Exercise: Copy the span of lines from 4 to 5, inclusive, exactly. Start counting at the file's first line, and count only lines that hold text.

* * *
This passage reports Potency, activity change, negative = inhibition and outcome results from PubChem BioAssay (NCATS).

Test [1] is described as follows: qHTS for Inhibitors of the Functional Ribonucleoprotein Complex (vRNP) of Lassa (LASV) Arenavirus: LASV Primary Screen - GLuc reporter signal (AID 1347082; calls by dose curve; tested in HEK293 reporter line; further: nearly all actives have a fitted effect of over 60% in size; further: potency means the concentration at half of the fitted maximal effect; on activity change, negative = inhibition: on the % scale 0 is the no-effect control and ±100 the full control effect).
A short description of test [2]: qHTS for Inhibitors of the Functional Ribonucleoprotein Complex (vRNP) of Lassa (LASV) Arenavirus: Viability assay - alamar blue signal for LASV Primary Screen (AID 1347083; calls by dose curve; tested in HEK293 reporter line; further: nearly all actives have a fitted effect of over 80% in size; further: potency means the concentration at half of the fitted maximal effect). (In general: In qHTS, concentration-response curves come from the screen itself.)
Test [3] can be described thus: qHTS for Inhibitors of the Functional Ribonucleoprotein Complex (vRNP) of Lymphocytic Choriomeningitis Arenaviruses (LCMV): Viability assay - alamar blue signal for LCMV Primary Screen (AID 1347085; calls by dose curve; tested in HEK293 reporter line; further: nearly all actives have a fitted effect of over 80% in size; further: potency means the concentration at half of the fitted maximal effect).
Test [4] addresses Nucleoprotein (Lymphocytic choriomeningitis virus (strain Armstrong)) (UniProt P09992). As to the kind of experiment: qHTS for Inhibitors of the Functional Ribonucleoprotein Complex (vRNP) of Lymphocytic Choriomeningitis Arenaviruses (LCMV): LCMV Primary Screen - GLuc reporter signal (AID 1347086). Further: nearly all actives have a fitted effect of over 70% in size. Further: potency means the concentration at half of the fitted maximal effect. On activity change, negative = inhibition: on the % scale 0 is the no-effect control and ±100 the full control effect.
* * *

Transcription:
Test [3] can be described thus: qHTS for Inhibitors of the Functional Ribonucleoprotein Complex (vRNP) of Lymphocytic Choriomeningitis Arenaviruses (LCMV): Viability assay - alamar blue signal for LCMV Primary Screen (AID 1347085; calls by dose curve; tested in HEK293 reporter line; further: nearly all actives have a fitted effect of over 80% in size; further: potency means the concentration at half of the fitted maximal effect).
Test [4] addresses Nucleoprotein (Lymphocytic choriomeningitis virus (strain Armstrong)) (UniProt P09992). As to the kind of experiment: qHTS for Inhibitors of the Functional Ribonucleoprotein Complex (vRNP) of Lymphocytic Choriomeningitis Arenaviruses (LCMV): LCMV Primary Screen - GLuc reporter signal (AID 1347086). Further: nearly all actives have a fitted effect of over 70% in size. Further: potency means the concentration at half of the fitted maximal effect. On activity change, negative = inhibition: on the % scale 0 is the no-effect control and ±100 the full control effect.